Speaking of personalities, I worked out this week with Jackie Warner! It was some special event done with Us magazine to promote her new workout DVD. That means I got a free DVD and a bag full of swag. The workout was great: I am still sore two days later. This reminds me that I really need to cross train because running is not enough, and it never makes me sore anymore. Jackie was a force to be reckoned with. All blonde and taut and tan and tight, tight abs. She seemed so more human and approachable in person than she does on TV. She had some great tips an great advice: My favorite was she said to put spinach in morning fruit shakes and she said that you wont taste the spinach. I was doubtful, but did it this morning and she is right: I couldn’t taste the spinach at all. She also says to always add fresh lemon to your water. It helps with liver detoxing or something and ups your calorie burn by 33 percent. So there are two little changes that I will test out. And I will be doing her workout DVD too and see if I end up blonde, tan and taut. (Hey, a girl can dream. I need to remind myself that she didn’t endure massive pregnancy weight gain and a C section.)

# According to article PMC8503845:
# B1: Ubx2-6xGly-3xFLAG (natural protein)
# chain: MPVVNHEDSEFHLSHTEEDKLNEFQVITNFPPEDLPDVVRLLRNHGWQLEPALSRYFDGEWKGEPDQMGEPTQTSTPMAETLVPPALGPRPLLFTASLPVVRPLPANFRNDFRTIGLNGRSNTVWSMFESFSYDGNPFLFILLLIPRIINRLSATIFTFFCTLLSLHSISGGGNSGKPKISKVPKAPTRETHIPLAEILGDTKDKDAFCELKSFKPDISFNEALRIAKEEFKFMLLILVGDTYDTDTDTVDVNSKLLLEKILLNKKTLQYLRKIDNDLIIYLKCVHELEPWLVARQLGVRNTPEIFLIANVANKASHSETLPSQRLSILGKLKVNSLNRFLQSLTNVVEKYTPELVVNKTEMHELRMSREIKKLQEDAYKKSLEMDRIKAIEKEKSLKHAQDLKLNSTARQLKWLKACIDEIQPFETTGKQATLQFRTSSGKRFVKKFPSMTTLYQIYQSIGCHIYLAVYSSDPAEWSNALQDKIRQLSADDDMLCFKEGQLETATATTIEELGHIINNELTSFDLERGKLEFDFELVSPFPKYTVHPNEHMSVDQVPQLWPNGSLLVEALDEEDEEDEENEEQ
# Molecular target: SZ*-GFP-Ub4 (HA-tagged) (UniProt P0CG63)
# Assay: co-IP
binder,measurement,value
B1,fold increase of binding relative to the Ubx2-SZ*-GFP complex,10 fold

We head back to Northampton tonight. It is going to seem like such a short trip after our ten days there at the end of December. I can’t wait to leave. I made triple chocolate cookies and oatmeal raison cookies for our neighbors, who plowed our mountainous driveway, and for my friend Annie. Somehow I have a feeling all the cookies won’t make it up in the car. We four might be able to plow through a tall stack before they reach their intended destinations.